BluRay/DVD Reviews


By • Sep 9th, 2003 •

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(Image Entertainment) Double-disc edition, containing both the 1925 and 1929 release versions.

Chaney is not an acquired taste; he’s a universally accessible screen presence, and his work, though in part lost, is nonetheless gloriously represented on DVD, mainly by Image Entertainment through the tireless work of David Shepard, and now, through the efforts of Brownlow, Gill and Stanbury (‘B,G&S’). You can also, through Image, obtain THE HUNCHBACK OF NOTRE DAME, OLIVER TWIST & THE LIGHT OF FAITH, OUTSIDE THE LAW & SHADOWS, NOMADS OF THE NORTH & THE SHOCK. Additionally, from Kino Video, you can find THE PENALTY & Chaney’s one reel western, BY THE SUN’S RAYS. These titles span the years 1920-1925, leaving much more transferring to be done in the years to come. Several of his other fine films are still extant on laserdisc, and hopefully it won’t be long before they’re on DVD as well. Co-incidentally, only one of these DVD-available titles – OUTSIDE THE LAW – was directed by Tod Browning, the filmmaker most closely associated with the career of the Man of a Thousand Faces. And Rupert Julian, Universal’s choice to direct PHANTOM, was one of those odd and ill-considered assignments that led to nothing but acrimony between director and star, and to less-than-stellar final results.

The project caught Chaney’s eye. Universal suggested it could be done for $100,000, but the actor’s business manager thought it couldn’t be done properly for less than twice that figure, and in the end they were both wrong, as the budget soared well beyond $600,000. Finally, though, Hollywood never quibbled with success, and the film was a spectacular example of it, though not, as the back jacket of the earlier (1995) Image release states, “Regarded by many as the first great horror film, and certainly the best of the silent era…” Ah, DVD jackets. What can you do? I’m sure sitting on your shelves near this classic will be one of the several DVD releases of NOSFERATU, a film every bit as good as Chaney’s, and released three years before. The liner notes on the ’95 DVD release are more honest about the film – it’s initial reediting due to bad screening cards, and the feeling that, classic though it may be, 1925’s audiences and critics noticed the unevenness of the final product even while they were delighting in it.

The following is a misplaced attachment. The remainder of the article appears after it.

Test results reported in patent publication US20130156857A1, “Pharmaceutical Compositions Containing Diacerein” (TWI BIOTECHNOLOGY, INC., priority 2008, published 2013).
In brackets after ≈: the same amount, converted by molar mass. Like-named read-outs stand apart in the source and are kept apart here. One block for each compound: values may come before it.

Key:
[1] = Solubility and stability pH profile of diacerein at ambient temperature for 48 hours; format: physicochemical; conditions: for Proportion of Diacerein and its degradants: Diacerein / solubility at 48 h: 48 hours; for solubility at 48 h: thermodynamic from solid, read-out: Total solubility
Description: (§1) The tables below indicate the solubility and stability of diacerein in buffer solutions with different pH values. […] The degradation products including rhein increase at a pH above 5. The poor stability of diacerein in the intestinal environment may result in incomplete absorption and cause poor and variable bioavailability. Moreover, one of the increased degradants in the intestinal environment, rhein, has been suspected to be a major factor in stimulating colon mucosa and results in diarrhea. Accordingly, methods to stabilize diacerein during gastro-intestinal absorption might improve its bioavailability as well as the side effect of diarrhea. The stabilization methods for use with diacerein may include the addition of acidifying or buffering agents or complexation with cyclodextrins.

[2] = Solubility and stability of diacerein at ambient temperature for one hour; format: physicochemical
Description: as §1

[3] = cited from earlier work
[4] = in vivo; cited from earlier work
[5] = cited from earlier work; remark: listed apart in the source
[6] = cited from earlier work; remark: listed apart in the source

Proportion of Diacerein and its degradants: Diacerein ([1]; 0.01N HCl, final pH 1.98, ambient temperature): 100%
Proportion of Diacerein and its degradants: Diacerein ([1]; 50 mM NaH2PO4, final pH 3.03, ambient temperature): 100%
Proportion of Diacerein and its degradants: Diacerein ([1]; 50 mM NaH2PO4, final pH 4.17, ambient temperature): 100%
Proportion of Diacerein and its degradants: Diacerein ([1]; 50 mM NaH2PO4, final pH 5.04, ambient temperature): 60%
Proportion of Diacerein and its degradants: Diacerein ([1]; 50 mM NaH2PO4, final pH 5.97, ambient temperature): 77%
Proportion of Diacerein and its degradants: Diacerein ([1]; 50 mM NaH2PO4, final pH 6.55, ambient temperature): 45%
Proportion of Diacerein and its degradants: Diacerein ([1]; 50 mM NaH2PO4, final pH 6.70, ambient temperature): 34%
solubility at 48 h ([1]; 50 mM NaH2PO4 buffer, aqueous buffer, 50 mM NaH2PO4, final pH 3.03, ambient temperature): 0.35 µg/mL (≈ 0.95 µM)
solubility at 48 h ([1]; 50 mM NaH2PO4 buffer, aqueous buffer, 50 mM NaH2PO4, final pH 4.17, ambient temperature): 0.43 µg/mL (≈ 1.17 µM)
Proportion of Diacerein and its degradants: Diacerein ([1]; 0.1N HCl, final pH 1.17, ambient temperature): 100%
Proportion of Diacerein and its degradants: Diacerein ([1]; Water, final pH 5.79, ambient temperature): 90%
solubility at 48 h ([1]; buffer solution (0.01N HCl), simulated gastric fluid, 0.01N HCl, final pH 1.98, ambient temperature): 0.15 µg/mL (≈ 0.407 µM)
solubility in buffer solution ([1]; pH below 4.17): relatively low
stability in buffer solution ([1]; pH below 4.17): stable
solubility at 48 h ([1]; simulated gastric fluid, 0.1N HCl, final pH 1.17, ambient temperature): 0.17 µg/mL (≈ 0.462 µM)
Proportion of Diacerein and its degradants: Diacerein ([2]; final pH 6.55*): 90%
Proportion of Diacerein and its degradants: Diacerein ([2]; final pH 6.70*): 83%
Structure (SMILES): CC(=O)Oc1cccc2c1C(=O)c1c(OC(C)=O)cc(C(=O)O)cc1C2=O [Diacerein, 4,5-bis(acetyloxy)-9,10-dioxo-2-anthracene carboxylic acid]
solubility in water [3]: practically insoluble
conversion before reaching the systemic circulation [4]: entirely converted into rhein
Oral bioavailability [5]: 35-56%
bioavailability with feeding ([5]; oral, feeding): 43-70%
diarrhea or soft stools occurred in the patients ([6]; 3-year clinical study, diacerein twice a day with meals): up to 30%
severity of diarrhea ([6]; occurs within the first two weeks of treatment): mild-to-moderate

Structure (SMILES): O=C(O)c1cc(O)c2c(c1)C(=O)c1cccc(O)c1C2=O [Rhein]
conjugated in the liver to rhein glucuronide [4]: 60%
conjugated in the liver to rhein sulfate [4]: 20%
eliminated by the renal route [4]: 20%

But all this is old news, and the new news, spectacular in the extreme, is that Image has released a new double-disc DVD – the B,G&S version. If I hadn’t already been sitting, I would have had to sit down for this. The sharpness, richness, completeness of the ’29 print are wondrously improved over any previous version anywhere, reconfirming the ability of both current technology and today’s film archeologists to perform deeds to which the word ‘miracle’ justly applies.

The new release also eclipses Shepard’s version as regards tinting. His use of the process obscured detail. That’s not how it was: this is how it was. None of the strong colors – blues, reds, ambers, etc., ever obfuscates art direction or facial nuance. It’s a textbook model of how tinted silents should appear.